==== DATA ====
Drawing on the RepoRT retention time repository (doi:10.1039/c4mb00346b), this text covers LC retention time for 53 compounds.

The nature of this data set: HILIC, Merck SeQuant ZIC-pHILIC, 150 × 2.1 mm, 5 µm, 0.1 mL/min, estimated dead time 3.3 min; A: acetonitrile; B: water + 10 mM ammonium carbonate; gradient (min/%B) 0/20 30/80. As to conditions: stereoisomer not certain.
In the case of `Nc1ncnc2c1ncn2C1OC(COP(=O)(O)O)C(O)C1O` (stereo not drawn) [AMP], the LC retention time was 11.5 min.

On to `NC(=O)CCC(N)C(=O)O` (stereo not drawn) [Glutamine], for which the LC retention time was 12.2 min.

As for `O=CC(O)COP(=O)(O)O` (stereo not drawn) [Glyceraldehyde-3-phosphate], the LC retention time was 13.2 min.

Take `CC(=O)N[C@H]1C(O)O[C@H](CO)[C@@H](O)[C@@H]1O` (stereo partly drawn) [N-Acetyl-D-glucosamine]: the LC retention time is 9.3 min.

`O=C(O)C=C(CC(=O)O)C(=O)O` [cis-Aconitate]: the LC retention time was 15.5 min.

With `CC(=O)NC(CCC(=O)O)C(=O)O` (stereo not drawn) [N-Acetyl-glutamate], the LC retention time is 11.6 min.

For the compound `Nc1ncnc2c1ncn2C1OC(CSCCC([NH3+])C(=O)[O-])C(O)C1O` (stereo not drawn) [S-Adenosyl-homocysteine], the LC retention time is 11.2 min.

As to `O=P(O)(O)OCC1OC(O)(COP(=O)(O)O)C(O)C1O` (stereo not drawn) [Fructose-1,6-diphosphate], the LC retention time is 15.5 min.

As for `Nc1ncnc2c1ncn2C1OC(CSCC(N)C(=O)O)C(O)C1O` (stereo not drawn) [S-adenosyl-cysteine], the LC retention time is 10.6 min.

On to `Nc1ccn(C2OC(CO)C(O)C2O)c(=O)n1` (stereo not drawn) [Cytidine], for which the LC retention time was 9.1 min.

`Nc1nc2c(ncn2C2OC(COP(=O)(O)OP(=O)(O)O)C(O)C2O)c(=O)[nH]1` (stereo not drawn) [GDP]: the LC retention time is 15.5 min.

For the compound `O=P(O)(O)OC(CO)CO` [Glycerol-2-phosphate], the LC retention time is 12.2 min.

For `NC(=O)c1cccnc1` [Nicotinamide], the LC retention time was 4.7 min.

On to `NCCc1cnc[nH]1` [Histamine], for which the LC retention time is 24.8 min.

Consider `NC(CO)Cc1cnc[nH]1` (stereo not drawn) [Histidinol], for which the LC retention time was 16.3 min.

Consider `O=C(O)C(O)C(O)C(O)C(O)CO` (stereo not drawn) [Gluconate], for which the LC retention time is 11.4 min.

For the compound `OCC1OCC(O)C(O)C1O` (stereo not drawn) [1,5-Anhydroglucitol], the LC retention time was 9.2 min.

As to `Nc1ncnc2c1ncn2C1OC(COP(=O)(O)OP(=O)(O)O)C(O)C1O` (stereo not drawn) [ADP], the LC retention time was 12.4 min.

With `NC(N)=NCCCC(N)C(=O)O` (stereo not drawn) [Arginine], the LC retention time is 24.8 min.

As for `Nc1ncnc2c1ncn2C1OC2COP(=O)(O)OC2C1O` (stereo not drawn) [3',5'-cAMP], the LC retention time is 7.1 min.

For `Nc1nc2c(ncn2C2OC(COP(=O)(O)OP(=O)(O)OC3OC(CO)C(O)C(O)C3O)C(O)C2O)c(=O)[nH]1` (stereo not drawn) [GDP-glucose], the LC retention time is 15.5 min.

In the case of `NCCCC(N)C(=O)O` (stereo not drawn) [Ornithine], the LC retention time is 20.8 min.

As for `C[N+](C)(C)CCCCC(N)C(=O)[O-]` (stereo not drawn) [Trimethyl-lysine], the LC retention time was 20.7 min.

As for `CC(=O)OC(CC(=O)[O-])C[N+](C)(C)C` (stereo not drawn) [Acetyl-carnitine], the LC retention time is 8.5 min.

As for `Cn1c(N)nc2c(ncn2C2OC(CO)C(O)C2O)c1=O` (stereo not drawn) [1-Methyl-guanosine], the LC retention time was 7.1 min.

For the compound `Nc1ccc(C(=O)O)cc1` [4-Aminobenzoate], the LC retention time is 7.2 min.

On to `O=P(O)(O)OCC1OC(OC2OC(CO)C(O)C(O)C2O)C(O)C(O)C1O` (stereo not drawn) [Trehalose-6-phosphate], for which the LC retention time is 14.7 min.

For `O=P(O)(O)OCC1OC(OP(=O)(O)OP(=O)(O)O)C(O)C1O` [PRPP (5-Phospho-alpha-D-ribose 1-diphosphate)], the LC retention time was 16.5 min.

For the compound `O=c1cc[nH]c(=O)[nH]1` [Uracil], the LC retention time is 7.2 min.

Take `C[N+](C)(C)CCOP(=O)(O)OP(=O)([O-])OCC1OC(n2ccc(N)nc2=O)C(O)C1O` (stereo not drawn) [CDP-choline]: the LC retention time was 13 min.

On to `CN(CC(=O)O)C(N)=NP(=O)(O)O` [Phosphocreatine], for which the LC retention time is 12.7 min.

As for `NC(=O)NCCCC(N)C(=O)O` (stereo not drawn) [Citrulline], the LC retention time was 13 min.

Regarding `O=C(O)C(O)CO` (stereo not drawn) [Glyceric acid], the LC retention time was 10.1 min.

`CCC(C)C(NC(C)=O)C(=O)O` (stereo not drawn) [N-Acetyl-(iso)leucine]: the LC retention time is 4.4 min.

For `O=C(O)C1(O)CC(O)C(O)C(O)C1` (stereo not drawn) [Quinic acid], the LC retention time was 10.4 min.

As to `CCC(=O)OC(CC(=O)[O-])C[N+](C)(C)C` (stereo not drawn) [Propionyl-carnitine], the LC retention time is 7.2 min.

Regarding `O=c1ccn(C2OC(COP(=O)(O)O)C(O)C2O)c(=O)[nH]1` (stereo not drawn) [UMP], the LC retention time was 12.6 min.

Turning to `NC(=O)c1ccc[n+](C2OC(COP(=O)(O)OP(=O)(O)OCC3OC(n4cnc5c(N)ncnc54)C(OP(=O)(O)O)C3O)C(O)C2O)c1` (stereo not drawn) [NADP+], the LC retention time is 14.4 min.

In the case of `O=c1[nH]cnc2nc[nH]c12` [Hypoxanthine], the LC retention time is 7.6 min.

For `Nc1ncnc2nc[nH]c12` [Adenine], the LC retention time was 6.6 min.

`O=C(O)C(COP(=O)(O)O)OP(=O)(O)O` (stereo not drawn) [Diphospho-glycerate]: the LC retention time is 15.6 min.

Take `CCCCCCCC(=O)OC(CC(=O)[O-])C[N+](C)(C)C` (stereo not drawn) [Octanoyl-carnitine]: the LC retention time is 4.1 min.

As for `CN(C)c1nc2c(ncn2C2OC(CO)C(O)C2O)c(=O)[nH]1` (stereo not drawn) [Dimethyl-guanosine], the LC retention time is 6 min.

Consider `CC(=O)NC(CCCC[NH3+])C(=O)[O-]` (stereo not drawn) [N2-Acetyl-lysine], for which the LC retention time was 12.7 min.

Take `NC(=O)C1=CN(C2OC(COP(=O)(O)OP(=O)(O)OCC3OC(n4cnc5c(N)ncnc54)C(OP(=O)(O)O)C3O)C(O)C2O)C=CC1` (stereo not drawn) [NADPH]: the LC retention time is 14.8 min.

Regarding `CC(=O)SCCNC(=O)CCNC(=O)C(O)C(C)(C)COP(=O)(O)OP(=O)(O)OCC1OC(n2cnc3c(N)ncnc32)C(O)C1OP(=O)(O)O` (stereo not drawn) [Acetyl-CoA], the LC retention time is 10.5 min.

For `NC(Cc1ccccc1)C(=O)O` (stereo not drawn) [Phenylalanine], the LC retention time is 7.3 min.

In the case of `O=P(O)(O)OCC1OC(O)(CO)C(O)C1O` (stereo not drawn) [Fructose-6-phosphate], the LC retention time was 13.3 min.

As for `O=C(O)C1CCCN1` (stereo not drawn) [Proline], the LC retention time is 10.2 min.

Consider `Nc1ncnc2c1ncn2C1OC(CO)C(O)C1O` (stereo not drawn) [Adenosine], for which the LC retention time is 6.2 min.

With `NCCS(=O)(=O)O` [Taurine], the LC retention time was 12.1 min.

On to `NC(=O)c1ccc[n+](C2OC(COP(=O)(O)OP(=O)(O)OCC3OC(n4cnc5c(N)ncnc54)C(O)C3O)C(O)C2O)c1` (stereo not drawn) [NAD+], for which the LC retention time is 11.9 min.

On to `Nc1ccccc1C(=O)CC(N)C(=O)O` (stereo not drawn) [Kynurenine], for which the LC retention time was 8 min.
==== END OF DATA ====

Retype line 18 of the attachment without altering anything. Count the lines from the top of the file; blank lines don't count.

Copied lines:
Consider `O=C(O)C(O)C(O)C(O)C(O)CO` (stereo not drawn) [Gluconate], for which the LC retention time is 11.4 min.